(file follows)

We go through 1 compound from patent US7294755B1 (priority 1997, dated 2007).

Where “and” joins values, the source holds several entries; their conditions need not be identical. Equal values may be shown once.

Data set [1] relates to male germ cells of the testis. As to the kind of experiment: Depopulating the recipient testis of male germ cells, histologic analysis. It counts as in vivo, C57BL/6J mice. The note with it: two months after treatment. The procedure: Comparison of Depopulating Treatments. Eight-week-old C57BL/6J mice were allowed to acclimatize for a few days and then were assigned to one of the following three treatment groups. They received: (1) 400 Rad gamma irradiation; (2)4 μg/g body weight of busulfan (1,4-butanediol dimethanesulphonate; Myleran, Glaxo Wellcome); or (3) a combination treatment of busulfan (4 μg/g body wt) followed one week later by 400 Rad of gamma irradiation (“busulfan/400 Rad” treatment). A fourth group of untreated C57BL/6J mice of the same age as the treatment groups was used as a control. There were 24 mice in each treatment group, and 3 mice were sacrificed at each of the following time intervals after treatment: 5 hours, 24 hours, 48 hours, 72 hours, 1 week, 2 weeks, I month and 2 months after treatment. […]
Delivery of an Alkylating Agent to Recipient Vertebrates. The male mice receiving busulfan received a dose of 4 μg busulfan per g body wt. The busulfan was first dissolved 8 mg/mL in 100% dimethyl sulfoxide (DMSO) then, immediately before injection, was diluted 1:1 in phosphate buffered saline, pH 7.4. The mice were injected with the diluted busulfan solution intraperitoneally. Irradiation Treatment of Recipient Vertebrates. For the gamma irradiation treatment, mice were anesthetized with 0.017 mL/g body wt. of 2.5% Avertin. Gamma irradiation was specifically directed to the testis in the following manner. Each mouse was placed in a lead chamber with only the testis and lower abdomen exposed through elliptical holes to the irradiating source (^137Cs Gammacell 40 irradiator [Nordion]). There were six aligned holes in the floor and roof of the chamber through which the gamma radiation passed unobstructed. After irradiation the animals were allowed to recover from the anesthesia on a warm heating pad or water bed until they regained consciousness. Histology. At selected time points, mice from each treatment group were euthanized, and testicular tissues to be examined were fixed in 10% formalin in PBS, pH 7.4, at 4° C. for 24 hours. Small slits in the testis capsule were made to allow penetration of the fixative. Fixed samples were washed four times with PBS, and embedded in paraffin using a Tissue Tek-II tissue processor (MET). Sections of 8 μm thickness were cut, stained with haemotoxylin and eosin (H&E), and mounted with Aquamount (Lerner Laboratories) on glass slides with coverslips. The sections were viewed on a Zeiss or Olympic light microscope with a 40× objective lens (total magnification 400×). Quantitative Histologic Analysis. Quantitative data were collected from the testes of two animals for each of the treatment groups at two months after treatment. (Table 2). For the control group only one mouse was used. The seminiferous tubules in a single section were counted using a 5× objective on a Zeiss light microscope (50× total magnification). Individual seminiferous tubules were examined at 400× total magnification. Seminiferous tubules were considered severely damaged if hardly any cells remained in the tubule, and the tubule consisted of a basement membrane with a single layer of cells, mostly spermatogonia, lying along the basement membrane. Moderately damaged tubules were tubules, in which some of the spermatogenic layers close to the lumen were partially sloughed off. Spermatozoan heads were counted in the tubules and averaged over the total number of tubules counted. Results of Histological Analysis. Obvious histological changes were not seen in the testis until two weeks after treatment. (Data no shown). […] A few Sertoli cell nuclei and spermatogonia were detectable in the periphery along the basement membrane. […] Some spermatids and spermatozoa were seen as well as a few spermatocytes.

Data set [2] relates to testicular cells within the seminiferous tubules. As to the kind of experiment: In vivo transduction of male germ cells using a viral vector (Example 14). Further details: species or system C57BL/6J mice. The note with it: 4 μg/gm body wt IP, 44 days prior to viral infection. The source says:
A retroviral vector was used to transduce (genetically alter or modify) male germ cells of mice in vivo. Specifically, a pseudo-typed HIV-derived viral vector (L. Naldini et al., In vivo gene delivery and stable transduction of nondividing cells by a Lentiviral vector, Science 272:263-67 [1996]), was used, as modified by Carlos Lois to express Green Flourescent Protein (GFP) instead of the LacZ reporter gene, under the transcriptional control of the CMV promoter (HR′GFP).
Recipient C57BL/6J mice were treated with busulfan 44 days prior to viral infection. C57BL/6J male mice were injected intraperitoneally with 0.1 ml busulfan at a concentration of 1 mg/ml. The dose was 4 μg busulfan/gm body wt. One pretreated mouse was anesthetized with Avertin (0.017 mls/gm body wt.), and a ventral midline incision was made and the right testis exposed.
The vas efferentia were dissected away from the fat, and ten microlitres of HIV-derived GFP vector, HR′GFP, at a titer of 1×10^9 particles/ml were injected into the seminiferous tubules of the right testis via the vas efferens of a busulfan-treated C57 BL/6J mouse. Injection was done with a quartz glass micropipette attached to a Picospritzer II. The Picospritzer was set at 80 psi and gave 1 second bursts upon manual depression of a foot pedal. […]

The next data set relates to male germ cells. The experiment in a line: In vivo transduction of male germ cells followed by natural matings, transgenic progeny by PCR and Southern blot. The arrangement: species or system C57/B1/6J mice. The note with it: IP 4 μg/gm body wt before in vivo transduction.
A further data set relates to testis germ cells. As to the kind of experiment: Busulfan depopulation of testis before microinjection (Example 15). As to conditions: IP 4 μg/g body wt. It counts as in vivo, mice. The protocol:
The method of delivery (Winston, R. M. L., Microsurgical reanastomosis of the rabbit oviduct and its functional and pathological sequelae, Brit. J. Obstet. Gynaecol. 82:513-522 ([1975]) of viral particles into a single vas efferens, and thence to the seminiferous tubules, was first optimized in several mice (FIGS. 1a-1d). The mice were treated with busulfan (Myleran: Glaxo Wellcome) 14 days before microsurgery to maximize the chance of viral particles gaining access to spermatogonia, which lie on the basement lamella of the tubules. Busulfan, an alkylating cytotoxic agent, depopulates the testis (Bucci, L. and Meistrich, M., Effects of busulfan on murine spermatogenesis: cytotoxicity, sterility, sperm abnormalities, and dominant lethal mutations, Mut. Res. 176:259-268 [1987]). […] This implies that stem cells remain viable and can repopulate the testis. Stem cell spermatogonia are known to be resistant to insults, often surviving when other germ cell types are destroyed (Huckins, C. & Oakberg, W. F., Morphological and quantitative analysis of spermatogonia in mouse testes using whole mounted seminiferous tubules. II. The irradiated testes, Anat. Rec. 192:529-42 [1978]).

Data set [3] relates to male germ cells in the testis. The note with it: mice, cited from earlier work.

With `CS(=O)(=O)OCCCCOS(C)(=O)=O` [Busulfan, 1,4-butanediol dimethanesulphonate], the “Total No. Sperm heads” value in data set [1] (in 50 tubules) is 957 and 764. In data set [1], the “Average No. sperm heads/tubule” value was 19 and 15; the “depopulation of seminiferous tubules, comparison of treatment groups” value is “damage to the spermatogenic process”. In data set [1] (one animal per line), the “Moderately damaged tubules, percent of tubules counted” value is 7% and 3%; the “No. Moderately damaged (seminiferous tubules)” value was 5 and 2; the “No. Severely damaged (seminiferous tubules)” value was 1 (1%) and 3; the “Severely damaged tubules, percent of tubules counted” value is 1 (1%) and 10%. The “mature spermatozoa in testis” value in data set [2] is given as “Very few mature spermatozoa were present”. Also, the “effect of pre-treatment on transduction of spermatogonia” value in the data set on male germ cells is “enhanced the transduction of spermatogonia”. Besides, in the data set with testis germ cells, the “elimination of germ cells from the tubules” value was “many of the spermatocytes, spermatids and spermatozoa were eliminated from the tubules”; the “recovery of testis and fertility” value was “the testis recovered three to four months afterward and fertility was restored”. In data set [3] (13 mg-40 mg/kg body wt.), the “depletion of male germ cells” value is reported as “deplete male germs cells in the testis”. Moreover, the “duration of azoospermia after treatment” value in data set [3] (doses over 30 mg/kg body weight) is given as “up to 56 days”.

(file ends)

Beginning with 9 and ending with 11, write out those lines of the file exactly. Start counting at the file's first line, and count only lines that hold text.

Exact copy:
The next data set relates to male germ cells. The experiment in a line: In vivo transduction of male germ cells followed by natural matings, transgenic progeny by PCR and Southern blot. The arrangement: species or system C57/B1/6J mice. The note with it: IP 4 μg/gm body wt before in vivo transduction.
A further data set relates to testis germ cells. As to the kind of experiment: Busulfan depopulation of testis before microinjection (Example 15). As to conditions: IP 4 μg/g body wt. It counts as in vivo, mice. The protocol:
The method of delivery (Winston, R. M. L., Microsurgical reanastomosis of the rabbit oviduct and its functional and pathological sequelae, Brit. J. Obstet. Gynaecol. 82:513-522 ([1975]) of viral particles into a single vas efferens, and thence to the seminiferous tubules, was first optimized in several mice (FIGS. 1a-1d). The mice were treated with busulfan (Myleran: Glaxo Wellcome) 14 days before microsurgery to maximize the chance of viral particles gaining access to spermatogonia, which lie on the basement lamella of the tubules. Busulfan, an alkylating cytotoxic agent, depopulates the testis (Bucci, L. and Meistrich, M., Effects of busulfan on murine spermatogenesis: cytotoxicity, sterility, sperm abnormalities, and dominant lethal mutations, Mut. Res. 176:259-268 [1987]). […] This implies that stem cells remain viable and can repopulate the testis. Stem cell spermatogonia are known to be resistant to insults, often surviving when other germ cell types are destroyed (Huckins, C. & Oakberg, W. F., Morphological and quantitative analysis of spermatogonia in mouse testes using whole mounted seminiferous tubules. II. The irradiated testes, Anat. Rec. 192:529-42 [1978]).